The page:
Sports analyst and coach, Brij Parasnath says that the media is a key component in the development of sports and as such journalists should be paid more and there should be funding for athletes.
Parasnath, himself a journalist, was giving the feature address at the celebration of the 70th anniversary of the Athletics Association of Guyana (AAG) in the presence of Aubrey Hutson, President of the AAG and President of the South American Consudatle (confederation of athletics), Roberto Gesta De Melo at the Umana Yana, Kingston on Saturday evening.
Parasnath, who began coaching back in 1969, said that sports reporters are the lowest paid of the media in the Caribbean but are some of the hardest workers in the region.
“The media guys are the lowest paid workers in the Caribbean we don’t make the money but we do the job from 10 o’clock in the morning to two in the morning we going home so we need some better pay as well”, Parasnath said during his near two-hour address.
Even with their hectic schedules, the sport enthusiast related that it would be impossible for journalists to cover all the events but they try their best to get as much coverage and highlight the athletes. Thus, he urged the sports bodies to help in what way they can to disseminate information as the top organisations do.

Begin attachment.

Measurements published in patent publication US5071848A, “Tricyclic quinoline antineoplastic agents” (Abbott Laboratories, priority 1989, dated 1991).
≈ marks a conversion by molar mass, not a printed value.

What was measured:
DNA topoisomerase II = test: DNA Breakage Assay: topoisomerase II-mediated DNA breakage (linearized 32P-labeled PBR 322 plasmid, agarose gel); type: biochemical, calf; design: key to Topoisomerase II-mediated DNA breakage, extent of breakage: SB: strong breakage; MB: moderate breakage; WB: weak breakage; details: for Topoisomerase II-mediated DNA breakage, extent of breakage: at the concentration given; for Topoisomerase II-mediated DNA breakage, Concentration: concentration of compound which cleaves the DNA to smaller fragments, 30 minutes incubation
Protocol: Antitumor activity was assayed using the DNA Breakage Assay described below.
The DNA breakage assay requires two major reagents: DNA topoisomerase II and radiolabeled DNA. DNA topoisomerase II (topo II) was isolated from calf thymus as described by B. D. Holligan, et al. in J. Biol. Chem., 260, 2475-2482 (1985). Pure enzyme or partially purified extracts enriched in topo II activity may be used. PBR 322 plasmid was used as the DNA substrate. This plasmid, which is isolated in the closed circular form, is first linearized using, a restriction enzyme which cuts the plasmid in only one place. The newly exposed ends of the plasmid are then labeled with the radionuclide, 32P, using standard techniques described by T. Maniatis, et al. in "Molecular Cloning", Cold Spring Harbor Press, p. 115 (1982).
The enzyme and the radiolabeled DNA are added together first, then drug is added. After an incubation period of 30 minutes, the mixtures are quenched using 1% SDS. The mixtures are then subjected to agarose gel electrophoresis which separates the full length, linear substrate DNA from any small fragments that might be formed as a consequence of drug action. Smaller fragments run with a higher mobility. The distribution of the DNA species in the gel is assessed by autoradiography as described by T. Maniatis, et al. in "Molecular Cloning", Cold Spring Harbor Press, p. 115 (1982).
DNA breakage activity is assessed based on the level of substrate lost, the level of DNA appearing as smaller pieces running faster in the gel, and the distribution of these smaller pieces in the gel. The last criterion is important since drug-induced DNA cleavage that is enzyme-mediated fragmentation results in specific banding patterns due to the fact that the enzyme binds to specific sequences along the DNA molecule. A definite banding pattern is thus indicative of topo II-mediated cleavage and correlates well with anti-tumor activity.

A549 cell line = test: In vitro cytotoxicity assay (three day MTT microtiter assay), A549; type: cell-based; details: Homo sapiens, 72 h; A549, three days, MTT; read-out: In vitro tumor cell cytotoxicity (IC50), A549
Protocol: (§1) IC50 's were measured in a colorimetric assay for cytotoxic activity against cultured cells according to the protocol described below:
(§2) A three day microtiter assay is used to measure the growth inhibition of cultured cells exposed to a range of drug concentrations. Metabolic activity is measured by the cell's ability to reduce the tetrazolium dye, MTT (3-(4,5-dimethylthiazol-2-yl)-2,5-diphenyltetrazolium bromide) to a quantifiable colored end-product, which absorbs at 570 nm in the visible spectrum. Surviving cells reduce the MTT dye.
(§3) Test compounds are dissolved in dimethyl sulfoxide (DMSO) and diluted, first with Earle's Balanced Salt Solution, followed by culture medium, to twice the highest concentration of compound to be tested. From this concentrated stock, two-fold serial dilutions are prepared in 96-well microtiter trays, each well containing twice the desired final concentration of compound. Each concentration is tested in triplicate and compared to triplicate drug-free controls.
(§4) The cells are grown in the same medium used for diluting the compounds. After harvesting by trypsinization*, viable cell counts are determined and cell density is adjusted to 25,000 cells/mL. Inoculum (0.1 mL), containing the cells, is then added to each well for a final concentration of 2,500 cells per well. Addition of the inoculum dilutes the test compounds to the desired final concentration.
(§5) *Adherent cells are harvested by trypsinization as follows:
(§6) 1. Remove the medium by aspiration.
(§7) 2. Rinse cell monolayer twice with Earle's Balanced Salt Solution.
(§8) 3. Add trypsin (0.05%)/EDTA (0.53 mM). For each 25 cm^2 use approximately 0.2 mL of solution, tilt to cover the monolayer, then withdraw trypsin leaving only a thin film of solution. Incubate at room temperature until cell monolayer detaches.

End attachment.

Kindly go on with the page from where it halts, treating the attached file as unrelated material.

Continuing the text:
“In this current time you got to email it or whatsapp it quickly, they can’t go to all the grounds, you got to help them. The big organisations around the world do that so you get to highlight the athletes”, he said.
The historical reference to the Association’s first coming of age began with it being named the Amateur Athletics Association. Now the body is no longer amateur. Therefore, Parasnath questioned why call it professional when the athletes are not being paid?
“The association started out as amateur athletics but the amateur has been dropped meaning it is professional now but the athletes are not paid to run”, the former teacher of the AAG President said.
He drew the parallel between Guyana and Trinidad and Tobago where he urged the Association to “pay them because they are dedicating their lives to athletics.” He also compared the sport to cricket where he commented “if the cricketers can get USD 2000 to play a T20 match in three hours, then you could give them even 200 or 100 USD and you will see how much champions we produce.” He explained that “Now Trinidad has an elite system, the elite performance programme, which gives them quarter of a million dollars a year so by the time of the Olympics they have one million dollars towards preparation but you have to be in the top 40 in the world so you have to work to get that elite funding and have incentives like $246 million in this current budget for those who win international medals.”
Parasnath was one of the first five Regional Sports Organisers for the Ministry of Culture, Youth and Sports.